Deuteronomy 26: 1-11 Albuquerque, NM
Philippians 4: 4-9 November 24, 2010
Remembering God’s Goodness; Re-membering God’s People
A Sermon Preached by the Rev. Susan Allison-Hatch
It is so good to be here in this place on the eve of Thanksgiving. Gathered together singing God’s blessing. Giving thanks together. So good to be hearing the old stories of God’s goodness—in fat times and in lean. It’s so good to be here with you tonight.
We gather here tonight, you and I, with so much pressing on our minds—lists of things yet to do, lists of things left undone, memories of Thanksgivings past, hopes for Thanksgivings to come, expectations about tomorrow. I imagine some of us approach Thanksgiving Day filled with joyful anticipation as we remember the warm glow of Thanksgivings past; I imagine some of us come to the day with a measure of dread or resignation or even fear—determined just to get through the meal and get on our way. There are so many different takes on the day. And so much work that goes into it.
Sometimes you just need to press the pause button. This is one of those moments. Time to pause. Time to take a deep breath. Time to breathe in the goodness of God. Time to linger in the memories of God’s grace at work in our lives.
After all, Thanksgiving is a day for remembering. A day for telling and retelling the old family stories. A day for remembering quirks and healed hurts and the hurts that have yet to heal. A day for remembering and giving thanks for those who are no longer at the table. A day for remembering God’s goodness in our lives.
Yet for most of us Thanksgiving is not a private, individual meditative kind of a day. It’s not a day of silent prayer. How could it be? It begins with a parade and ends with a game. Thanksgiving is a communal feast. A day of remembering in community. The kind of remembering that leads to re-membering, re-forming community. The glue of community—shared story, shared meal, shared laughter, and shared tears are all part of the day. Re-membering—it’s at the heart of Thanksgiving.
Remembering and re-membering are at the core of the scripture we hear today. The Deuteronomist draws people’s attention to their past—to Abraham, their ancient forebearer, receiving an outlandish promise from God; to their ancestor Jacob, the wandering Aramean; to the good times and the harsh times in Egypt; and to the time in the Wilderness. Through it all we see signs of God’s faithfulness to God’s promise and God’s people.
But listen closely to this remembering. The milk and honey part does not come until the end. Remembering at it’s best embraces the pain along side the joy. The light of God’s goodness shines most brightly against the darkness in our lives. The darkness is there lurking in the background of this story the Deuteronomist tells. It’s there in the despair of a childless couple long past child-bearing age; there in the ache of husband for his wife and a father for his favorite son; there in the hunger and thirst and bickering and faithlessness that serve as a backdrop for God’s signs and wonders in the Wilderness. It’s in the despair, the ache, the hunger and the thirst that we encounter signs of God’s goodness and are reminded of God’s faithfulness.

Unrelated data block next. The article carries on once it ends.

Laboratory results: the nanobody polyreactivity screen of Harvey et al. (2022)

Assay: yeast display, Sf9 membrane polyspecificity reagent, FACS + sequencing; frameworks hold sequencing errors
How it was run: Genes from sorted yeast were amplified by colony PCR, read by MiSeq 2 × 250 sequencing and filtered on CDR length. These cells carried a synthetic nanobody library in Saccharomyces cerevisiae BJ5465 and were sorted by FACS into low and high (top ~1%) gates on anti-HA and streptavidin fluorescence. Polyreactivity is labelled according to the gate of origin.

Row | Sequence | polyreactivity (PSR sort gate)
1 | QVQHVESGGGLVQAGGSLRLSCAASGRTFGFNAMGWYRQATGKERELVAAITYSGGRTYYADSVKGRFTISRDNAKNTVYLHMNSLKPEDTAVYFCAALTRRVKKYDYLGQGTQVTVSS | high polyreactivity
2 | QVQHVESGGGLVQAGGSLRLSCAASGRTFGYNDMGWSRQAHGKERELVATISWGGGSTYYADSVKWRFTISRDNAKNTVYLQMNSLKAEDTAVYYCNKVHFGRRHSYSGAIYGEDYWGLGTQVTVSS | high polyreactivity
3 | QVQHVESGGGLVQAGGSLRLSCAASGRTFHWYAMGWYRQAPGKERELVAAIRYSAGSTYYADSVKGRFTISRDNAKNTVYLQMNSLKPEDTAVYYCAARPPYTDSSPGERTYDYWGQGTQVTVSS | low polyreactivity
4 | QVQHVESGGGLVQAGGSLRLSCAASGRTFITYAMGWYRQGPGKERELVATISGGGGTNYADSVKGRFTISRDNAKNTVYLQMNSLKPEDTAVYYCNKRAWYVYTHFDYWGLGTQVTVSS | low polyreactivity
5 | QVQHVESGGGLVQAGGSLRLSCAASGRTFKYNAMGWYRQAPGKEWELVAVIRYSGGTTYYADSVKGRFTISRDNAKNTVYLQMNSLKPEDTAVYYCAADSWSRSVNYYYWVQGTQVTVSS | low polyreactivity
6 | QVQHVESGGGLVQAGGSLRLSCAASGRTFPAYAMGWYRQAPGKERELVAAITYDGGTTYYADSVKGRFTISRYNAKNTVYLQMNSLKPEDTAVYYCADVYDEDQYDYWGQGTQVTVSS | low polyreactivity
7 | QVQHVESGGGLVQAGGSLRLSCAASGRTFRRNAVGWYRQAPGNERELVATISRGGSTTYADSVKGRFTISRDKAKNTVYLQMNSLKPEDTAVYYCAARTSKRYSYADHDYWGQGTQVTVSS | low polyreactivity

This is a truth that those Pilgrims understood on that first Feast of Thanksgiving in December 1621. That was a feast celebrated not in a time of plenty but in a time of scarcity. Only one of their three crops produced any fruit worth harvesting and not nearly enough to sustain a community over the winter ahead. As they looked around the table, the people gathered could not help but count the losses—half their community dead. And yet in the midst of all of that, those Pilgrims remembered the gifts of God and gave thanks for God’s goodness.
Perhaps in getting there they followed Paul’s advice: ‘Whatever is true, what ever is honorable, whatever is just, whatever is pure, whatever is pleasing, whatever is commendable, if there is any excellence and if there is anything worthy of praise, think about these things.” I like to believe that in the midst of their fear, in the midst of their grief, they looked for the true, the honorable, the just and the pure and in so doing they found the hand of God. I suspect that in their remembering, they re-membered their community.
Re-membering—it’s at the heart of our Thanksgiving feast as well. Remember and re-member—that’s what we do as we gather at this table. As we remember Jesus at table with his friends—the lost and the lonely, the hapless and the hungry—we re-member
the community gathered around the table. We become a people forgiven, healed and renewed. And as we do, we become the body of Christ sent forth to heal the wounds of those we meet in the world beyond the table.
Shall we gather at the table?